Lisburn-based manufacturer CASC is investing £1.7m in its business growth through the creation of 26 jobs and the skills development of its team. The SME provides project management and professional labour services for the renewables sector, as well as metal fabrication to the engineering, construction and utilities sectors. Karl Crockard, managing director of CASC, says: “We’ve recently invested in new state-of-the-art tube lasers and a robotic welder to enhance our manufacturing capability and increase productivity and efficiencies. With this in place, we’ve been able to develop a strong pipeline of projects, specifically in the renewable offshore wind sector.”
For further information www.casconline.co.uk

Entry-level machine with large Y-axis stroke

Mazak has responded to market demand for a high-specification entry-level machining centre with a large Y-axis stroke by launching the new VCE-600.

For its category, the UK-built VCE offers a generous table size of 1300 x 600 mm with a large machining envelope, while retaining a compact floor space. Specifically, the VCE-600 offers increased versatility due to its X, Y and Z-axis travel of 1050, 600 and 600 mm respectively, maximising space for workpieces and fixtures.

With productivity at the forefront, the new VCE boasts a 12,000 rpm/18.5 kW/119.4 Nm spindle with an electronic two-speed shift. This specification makes it a versatile choice for a range of materials, with power and speed for machining non-ferrous materials and torque and power for steel.

The VCE-600, the first model of a new range of vertical machining centres, is produced to Mazak’s global manufacturing standards with no compromise on build quality. According to the company, the level of specification mirrors that usually found on premium-priced machines and includes pre-tensioned ballscrews, direct-coupled servomotors and linear roller guides on all axes, resulting in high-accuracy agile machining performance with 36 m/min rapid feed rate on all axes. The machine is equipped with a 24-tool magazine as standard, with options available for 30 and 48 tools.

Mazak’s VCE-600 is equipped with Mazak’s latest CNC, SmoothEz, a high-specification CNC developed for entry-level machines that offers intuitive programming to deliver increased productivity through faster set up, programming and operation.

The 15-inch touchscreen enables programming in two languages, Mazatrol and EIA/ISO for G-code, and is customisable to the operator’s own preferences with a full keyboard.
For further information www.mazakeu.co.uk

Good service leads to repeat HMC sales

When Autocraft Solutions Group, Europe’s largest independent engine builder and remanufacturer, purchased the land and assets of an existing but redundant machine shop in Wellingborough, in June 2018, the company retained four existing Heller four-axis, twin-pallet horizontal machining centres (HMCs) that were already on site. Within weeks, Autocraft was using them to produce cylinder heads and blocks both for its own engine assembly and for delivery to its customers’ production lines on a just-in-time basis.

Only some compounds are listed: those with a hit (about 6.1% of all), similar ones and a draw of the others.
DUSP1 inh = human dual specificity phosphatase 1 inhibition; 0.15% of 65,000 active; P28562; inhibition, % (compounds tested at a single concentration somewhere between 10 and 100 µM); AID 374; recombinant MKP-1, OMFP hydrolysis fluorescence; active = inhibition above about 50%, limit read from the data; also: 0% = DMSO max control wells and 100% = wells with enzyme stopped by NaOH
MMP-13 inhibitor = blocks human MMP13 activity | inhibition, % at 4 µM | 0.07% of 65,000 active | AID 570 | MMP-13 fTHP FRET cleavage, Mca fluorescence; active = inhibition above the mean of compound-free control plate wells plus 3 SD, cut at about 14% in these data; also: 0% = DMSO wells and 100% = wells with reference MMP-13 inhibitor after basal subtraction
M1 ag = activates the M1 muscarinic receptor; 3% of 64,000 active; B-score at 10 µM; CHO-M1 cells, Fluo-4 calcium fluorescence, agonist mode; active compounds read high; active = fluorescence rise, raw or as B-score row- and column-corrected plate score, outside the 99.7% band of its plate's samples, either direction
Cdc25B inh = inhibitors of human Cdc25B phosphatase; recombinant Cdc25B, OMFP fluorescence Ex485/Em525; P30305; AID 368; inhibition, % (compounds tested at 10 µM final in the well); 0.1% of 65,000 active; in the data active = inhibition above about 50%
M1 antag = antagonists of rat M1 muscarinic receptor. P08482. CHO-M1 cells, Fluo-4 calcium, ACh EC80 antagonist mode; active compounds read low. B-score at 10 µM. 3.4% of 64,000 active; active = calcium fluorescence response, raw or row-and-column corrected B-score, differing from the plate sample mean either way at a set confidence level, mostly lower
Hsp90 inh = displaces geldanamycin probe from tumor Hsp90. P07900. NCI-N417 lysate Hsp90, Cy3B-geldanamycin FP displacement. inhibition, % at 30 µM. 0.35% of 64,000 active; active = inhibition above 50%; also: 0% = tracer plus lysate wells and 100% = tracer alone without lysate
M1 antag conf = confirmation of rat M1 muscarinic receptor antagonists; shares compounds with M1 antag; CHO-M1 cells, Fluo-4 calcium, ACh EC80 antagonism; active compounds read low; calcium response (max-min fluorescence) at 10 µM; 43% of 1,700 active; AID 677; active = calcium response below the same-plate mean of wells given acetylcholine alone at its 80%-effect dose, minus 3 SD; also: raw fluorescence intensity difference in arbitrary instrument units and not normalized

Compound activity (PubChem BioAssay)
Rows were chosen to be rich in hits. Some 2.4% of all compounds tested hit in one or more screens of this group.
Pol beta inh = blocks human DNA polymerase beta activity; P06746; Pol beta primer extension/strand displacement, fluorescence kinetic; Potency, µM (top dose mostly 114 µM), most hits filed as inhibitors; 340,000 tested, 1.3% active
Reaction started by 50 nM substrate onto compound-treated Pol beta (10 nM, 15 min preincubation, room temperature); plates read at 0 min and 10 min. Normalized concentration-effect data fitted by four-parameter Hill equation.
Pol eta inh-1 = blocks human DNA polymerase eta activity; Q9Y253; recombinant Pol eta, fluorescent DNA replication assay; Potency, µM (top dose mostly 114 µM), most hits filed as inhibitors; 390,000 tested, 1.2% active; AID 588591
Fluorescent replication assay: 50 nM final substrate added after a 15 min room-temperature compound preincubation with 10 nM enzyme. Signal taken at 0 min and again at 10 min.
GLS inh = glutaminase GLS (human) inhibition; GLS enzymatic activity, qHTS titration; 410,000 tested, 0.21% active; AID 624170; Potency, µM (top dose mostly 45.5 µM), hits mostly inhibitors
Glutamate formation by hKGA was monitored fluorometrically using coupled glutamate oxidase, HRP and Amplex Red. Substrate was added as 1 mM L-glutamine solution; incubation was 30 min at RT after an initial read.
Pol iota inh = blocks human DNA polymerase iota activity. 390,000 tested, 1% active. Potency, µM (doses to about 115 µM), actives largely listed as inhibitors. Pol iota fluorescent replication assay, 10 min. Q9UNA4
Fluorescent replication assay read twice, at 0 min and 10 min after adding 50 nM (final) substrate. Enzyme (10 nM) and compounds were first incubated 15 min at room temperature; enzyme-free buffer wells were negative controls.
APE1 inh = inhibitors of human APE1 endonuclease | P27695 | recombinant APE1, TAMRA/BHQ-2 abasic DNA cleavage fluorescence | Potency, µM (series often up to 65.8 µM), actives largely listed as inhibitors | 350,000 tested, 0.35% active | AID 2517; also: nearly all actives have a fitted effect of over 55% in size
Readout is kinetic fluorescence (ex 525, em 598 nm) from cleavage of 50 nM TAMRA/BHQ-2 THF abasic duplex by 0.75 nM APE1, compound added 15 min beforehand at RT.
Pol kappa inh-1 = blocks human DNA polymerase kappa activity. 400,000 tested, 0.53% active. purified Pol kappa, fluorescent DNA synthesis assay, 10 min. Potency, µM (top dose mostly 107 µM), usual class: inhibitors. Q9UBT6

Autocraft co-owner Mike Hague-Morgan says: “Once we started using the Hellers, we saw how quickly they responded to our requests for aftersales service, including the supply of replacement spindles within 24 to 48 hours. It gave us such a high level of confidence that we decided to take all the stock out and purchase additional Heller HMCs to produce more parts, increasing our profitability.”

Autocraft produces cylinder heads and blocks in medium to low volumes for a range of three- to six-cylinder inline and V6 to V12 engines for automotive and off-highway applications. The four Heller H2000 machining centres were soon joined by another three. Then two further orders, each for three more, were placed during the pandemic to bring the total to 13.

Hague-Morgan says: “During an incredibly difficult trading period, we were still able to grow the business partly because of the service level provided by Heller. We deliver hundreds of engine blocks per week to major production lines and it costs millions of pounds if they stop, so continuity of supply of heads and blocks is critical. Having machines up and running within a day or two after a spindle failure is worth a huge amount to me.”
For further information www.heller.biz

Five-axis machines provide growth opportunities

Speed, power and precision are qualities coveted by Justin and Maryann Schaller, both in terms of the family-owned Schaller Group and in their other shared passion of hydroplane racing. And the speed, power and precision of Starrag’s STC 800 X five-axis machining centres are playing a key role in both their business and their sport.

The brother and sister duo are executives of the Schaller Group, a third-generation Michigan-based precision metal-forming and assembly company that manufactures parts for the aerospace, military, automotive and medical industries.

The Starrag STC 800 X was chosen not only because it is suited to machining complex aluminium workpieces, but also because its precision capabilities, axis configuration and ability to five-axis mill with the use of a rotary table and a 30,000 rpm, 120 kW tilting spindle will enable Schaller to expand into other industry sectors.

With an A-axis range of -100/+60°, no angle heads are necessary for machining complex parts. The rotary table allows economical machining by using a tombstone set-up or multiple parts and fixtures on the same table. Additionally, with two STCs integrated into a manufacturing system, Schaller has high levels of flexibility in production.

“These are the perfect machines for growth,” says business development specialist Maryann Schaller. “We started in the aerospace industry in the 1980s; it’s a great growth market, but we also know the importance of diversifying.”

Schaller selected Starrag machines because they can be utilised in any industry that requires high precision, complex parts including racing vehicles, satellites or electrical vehicles.

“Starrag’s capabilities allows Schaller to meet those diverse needs,” she says.
For further information www.starrag.com